Musk Thistle Eradication #447452 - Ask Extension

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Musk Thistle Eradication #447452

Asked April 12, 2018, 2:38 PM EDT

We live in Big horns and last year had a large Musk Thistle out break. I walked over 40 acres and cut these thistles off at their base and sprayed "red" round-up into the stalk(s). I cut thistles down prior to their head flowering. Is this effective control? Are the  seed heads, though they had not flowered, still able to regenerate. Do you have any suggestions at the most effective elimination methods.  We had horrible out break.

Johnson County Wyoming

Expert Response

The first thing to do is to ensure that the species is truly musk thistle. Montana has a very good guide (http://msuinvasiveplants.org/documents/publications/extension_publications/Guide%20to%20thistles_EB0...) to do this.  Identification is important because Musk thistle is a biennial which has implications for control measures. Effective muck thistle control can be achieved through many chemical options; however, more importantly is finding an option that does not injure the desirable vegetation.  I am not certain what "red" roundup is but roundup is effective but also non-selective so the herbicide must be very carefully applied to not injure other vegetation.  A more selective option would be aminopyralid (Milestone).  Nonetheless, when trying to manage musk thistle, the most important element is the seedbank.  As you mention, ensuring seed production does not occur is most important because the species depends on seed to produce (unlike Canada thistle).  We do not have a good sense of seedbank longevity of musk thistle but you can expect to see the population of musk thistle to persist for many years, albeit declining.  Last year was a wet spring for most of the state; this can make the outbreak worse for species such as muck thistle.  Be persistent and selective with your control and you will eventually see the benefits.
Daniel Tekiela Replied April 13, 2018, 12:45 PM EDT
Hi Daniel,

Thanks for your response. Yes, our area had a large Musk & Canadian Thistle outbreak last year. For the Musk Thistle's, I walked 40 acres with hedge shear and cut the stalks off about 4" above the ground then sprayed round-up down each stalk. I cut these down when the thistle head had formed but had yet to open. A walk around the same areas over the past couple days showed essentially no signs of re-propagation. The Canadian Thistles were just too thick to attack the same way. At least on my property, I attempted to cut the heads off prior to flowering and was probably 85% effective.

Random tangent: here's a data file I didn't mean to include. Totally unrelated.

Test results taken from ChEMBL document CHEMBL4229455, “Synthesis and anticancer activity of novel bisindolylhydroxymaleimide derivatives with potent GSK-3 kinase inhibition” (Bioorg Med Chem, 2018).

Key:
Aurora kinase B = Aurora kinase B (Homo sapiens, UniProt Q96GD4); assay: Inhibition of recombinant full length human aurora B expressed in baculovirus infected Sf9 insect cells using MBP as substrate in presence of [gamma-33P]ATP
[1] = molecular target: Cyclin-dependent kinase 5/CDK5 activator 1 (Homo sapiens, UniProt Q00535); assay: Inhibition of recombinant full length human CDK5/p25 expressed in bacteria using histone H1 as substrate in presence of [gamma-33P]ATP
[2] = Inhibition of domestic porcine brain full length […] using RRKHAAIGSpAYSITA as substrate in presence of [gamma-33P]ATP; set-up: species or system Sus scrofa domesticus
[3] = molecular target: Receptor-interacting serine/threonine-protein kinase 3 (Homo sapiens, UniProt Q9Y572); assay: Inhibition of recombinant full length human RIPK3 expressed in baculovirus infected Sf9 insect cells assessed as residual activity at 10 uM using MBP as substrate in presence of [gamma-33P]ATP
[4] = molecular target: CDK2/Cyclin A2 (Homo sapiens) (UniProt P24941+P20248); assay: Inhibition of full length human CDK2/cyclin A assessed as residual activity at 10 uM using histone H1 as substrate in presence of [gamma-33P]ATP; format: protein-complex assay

My question to you is: what treatment do you suggest for the Canadian Thistle in an attempt to eradicate or at least minimize? The Musk is fairly easy to deal with, I walk around with a spray (stream) bottle of round-up and hit the ground rosette. 

I would appreciate any comments/advice you may have.


The Question Asker Replied May 21, 2018, 8:30 AM EDT
Because Canada thistle is a creeping perennial the "root" of the issue is the roots.  Thus, it would take many years of aggressive above ground management to really make any long-term headway.  Alternatively, a very successful product that many of our professional managers use is aminopyralid or Milestone as it is known in the trade. It is fairly selective towards broadleaf plants making it ideal in rangeland situations and it moves down into the root system and controls both above- and below-ground vegetation. However, it can still damage desirable vegetation so being selective as possible is preferred.  It sounds like you may have monoculture patches where you aren't too concerned about other species so hopefully this is not too difficult a task. As always, if you intend to use this product ensure that you meet the requirements of the label.
Daniel Tekiela Replied May 23, 2018, 10:49 AM EDT

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